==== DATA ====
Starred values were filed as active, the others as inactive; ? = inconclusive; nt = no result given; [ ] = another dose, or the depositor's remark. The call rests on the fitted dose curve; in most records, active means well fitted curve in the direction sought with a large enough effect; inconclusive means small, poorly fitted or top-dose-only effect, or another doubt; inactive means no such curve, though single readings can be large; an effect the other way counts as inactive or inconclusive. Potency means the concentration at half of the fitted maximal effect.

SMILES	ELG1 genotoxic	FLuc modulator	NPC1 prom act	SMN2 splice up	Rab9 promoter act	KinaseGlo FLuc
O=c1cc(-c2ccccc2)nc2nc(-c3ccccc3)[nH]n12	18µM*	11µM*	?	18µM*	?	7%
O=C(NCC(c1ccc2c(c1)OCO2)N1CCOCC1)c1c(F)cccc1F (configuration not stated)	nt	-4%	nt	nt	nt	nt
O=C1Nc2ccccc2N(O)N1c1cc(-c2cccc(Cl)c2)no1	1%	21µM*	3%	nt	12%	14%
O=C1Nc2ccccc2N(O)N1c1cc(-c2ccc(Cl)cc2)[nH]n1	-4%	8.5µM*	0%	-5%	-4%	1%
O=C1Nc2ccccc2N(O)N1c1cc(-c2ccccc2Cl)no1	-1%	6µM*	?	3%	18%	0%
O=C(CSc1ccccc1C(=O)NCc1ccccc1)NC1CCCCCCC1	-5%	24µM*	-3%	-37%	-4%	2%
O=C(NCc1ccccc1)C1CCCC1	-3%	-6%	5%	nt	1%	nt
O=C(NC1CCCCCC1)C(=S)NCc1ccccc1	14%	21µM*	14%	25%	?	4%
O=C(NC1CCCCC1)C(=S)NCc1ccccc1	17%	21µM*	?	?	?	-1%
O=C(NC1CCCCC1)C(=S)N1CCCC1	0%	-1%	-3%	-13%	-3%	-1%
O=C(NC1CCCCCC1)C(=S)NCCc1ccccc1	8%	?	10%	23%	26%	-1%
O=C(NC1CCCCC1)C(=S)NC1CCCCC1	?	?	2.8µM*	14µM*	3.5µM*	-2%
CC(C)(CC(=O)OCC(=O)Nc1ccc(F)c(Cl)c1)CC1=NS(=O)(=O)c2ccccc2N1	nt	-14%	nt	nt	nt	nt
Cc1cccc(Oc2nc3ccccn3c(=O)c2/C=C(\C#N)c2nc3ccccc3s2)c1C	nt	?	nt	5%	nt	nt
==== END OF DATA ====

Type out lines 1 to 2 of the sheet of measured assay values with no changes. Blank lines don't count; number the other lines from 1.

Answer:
Starred values were filed as active, the others as inactive; ? = inconclusive; nt = no result given; [ ] = another dose, or the depositor's remark. The call rests on the fitted dose curve; in most records, active means well fitted curve in the direction sought with a large enough effect; inconclusive means small, poorly fitted or top-dose-only effect, or another doubt; inactive means no such curve, though single readings can be large; an effect the other way counts as inactive or inconclusive. Potency means the concentration at half of the fitted maximal effect.

SMILES	ELG1 genotoxic	FLuc modulator	NPC1 prom act	SMN2 splice up	Rab9 promoter act	KinaseGlo FLuc